Two executives demoted and one moved to specialised position
Forty-four executives of the 47 who failed the Royal Civil Service Commission’s (RCSC) leadership assessment will vacate their offices by April this year.
The commission issued a press release yesterday stating that the 44 executives took a special retirement offer, which included their retirement benefits and additional salaries of the months remaining before they superannuate, which is capped at a maximum of 24 months.
The press release stated that two executives chose to be transferred to lower position levels and another moved to a specialist position level.
It also stated that of the 47 executives who were not able to meet the assessment expectations, seven were secretaries, 22 were director-generals and 18 were directors.
Kuensel learnt that the executives were given a week’s time to decide if they wished to take the special retirement offer or wait for six months to be appointed to a relevant position as and when it opened.
However, an executive said they were told that the appointment wasn’t guaranteed and the special offer of 24 months salary benefit wouldn’t be paid if they wait for six months.
It was also learnt that those taking the special retirement offer should hand over their office in a week’s time.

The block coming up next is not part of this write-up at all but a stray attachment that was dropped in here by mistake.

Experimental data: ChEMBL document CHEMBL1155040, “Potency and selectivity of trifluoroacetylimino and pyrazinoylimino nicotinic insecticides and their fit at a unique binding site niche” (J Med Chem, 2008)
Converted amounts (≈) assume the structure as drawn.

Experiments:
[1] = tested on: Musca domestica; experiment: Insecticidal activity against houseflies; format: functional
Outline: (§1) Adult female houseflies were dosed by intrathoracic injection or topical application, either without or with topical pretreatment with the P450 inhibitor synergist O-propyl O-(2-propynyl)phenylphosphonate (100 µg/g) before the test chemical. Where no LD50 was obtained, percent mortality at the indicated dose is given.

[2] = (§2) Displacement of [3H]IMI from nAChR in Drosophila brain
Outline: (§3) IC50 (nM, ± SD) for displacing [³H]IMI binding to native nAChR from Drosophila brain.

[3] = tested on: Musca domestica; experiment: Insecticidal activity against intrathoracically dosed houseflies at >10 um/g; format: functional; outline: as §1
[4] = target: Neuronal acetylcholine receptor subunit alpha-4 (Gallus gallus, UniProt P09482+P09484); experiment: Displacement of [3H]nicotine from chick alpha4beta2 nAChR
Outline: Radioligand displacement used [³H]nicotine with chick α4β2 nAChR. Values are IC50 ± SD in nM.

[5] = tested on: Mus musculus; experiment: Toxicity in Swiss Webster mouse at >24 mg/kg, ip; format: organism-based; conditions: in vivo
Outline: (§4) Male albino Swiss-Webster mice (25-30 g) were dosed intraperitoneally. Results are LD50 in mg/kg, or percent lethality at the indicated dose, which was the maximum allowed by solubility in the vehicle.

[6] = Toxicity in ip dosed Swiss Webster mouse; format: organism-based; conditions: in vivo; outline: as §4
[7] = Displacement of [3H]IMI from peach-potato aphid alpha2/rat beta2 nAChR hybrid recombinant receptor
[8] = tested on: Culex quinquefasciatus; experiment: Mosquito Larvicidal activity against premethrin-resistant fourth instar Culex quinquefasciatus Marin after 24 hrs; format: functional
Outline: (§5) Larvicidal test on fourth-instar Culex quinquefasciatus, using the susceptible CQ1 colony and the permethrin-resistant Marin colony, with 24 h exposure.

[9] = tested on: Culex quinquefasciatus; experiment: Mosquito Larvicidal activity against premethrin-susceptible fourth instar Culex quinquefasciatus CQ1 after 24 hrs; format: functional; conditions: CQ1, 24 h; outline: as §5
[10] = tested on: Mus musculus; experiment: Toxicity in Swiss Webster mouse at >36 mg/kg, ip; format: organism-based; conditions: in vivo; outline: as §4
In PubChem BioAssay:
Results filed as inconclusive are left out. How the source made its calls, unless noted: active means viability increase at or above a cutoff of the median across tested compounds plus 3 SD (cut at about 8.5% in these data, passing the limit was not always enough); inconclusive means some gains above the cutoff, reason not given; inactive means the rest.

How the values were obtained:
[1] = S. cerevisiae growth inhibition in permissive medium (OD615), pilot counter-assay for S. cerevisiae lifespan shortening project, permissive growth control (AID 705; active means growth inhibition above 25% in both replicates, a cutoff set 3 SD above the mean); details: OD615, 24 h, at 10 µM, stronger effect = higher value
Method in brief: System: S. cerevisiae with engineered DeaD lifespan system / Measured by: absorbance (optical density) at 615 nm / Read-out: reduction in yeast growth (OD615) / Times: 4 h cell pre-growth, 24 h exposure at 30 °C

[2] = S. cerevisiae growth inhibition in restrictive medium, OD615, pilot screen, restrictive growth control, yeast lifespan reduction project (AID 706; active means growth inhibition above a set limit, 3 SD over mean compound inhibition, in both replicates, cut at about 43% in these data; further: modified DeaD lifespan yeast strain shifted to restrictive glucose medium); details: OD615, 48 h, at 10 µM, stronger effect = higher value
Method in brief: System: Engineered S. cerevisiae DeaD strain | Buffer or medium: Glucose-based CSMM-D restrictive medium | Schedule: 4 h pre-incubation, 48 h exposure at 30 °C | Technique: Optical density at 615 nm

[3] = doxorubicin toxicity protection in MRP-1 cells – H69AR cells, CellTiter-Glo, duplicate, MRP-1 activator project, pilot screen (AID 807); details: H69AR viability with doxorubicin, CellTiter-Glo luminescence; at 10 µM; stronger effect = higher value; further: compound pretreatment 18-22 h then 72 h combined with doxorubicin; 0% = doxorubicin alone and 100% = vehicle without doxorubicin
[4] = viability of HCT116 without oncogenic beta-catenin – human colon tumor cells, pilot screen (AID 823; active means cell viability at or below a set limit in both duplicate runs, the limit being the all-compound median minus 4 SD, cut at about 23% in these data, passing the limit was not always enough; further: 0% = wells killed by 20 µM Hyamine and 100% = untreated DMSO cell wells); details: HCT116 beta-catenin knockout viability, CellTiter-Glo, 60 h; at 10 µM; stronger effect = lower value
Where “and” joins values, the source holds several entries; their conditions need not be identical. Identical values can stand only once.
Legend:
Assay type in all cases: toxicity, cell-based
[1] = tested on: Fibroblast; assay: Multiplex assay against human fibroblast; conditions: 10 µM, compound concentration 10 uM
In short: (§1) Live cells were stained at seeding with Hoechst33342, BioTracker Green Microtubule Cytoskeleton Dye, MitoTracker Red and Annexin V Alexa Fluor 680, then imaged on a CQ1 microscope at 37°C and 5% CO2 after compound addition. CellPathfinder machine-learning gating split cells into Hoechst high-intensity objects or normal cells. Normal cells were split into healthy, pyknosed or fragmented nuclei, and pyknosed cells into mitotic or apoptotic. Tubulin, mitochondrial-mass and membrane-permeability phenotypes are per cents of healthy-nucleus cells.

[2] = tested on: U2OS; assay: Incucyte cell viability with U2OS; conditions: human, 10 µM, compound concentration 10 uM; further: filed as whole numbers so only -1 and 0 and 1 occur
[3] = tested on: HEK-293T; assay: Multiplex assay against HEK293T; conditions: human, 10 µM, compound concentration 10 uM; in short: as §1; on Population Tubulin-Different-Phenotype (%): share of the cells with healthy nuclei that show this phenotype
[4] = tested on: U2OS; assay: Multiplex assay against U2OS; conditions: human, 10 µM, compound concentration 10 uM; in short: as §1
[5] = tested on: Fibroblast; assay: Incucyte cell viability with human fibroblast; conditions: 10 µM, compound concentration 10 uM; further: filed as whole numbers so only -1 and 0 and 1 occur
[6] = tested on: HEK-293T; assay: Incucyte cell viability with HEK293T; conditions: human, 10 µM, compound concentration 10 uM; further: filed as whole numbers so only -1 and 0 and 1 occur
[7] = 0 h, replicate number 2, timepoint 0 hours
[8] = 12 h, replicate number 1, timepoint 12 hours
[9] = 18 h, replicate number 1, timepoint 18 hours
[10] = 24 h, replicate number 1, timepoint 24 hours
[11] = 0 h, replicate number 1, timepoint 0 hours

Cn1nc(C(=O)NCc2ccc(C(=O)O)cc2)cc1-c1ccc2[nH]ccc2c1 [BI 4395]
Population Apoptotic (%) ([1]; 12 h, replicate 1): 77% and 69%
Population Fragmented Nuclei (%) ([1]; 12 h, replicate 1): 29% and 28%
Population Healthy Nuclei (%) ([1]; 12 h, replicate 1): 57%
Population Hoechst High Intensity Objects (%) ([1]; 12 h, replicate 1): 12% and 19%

An official from RCSC said there won’t be an immediate replacement for managed out executives, but officiating heads should lead the offices.
The press release stated that agencies may be merged, positions made redundant, and others streamlined. “Civil servants, regardless of seniority, who find themselves unable to keep pace with these changes and, therefore, unable to effectively serve citizens, may be managed out.”
The RCSC official said that in the process of merging agencies, positions made redundant, and streamlining, it wasn’t sure that 47 positions would still remain or if it will be further streamlined or made redundant.
The press release also stated that going forward, executives would be given expanded roles. “The RCSC will continuously assess all executives. Our executives understand that meeting the high expectations of the leadership assessment conducted earlier this year in no way guarantees their place or progression in the civil service.”
It further stated that the transformation of the civil service would be driven by agencies that continuously innovate, use data and technology to deliver services, and work effectively and efficiently with one another more collaboratively. “We will redesign public service delivery and reorganise our agencies such that the wellbeing of our citizens and our future generations are front and centre. The civil service will strive harder to deliver economic prosperity, progress and wellbeing for all.”
While some executives said that they were planning for early retirement and the managing out process was convenient, others felt that they had performed well until now and the “managing out” process was a bad memory at the end of their career.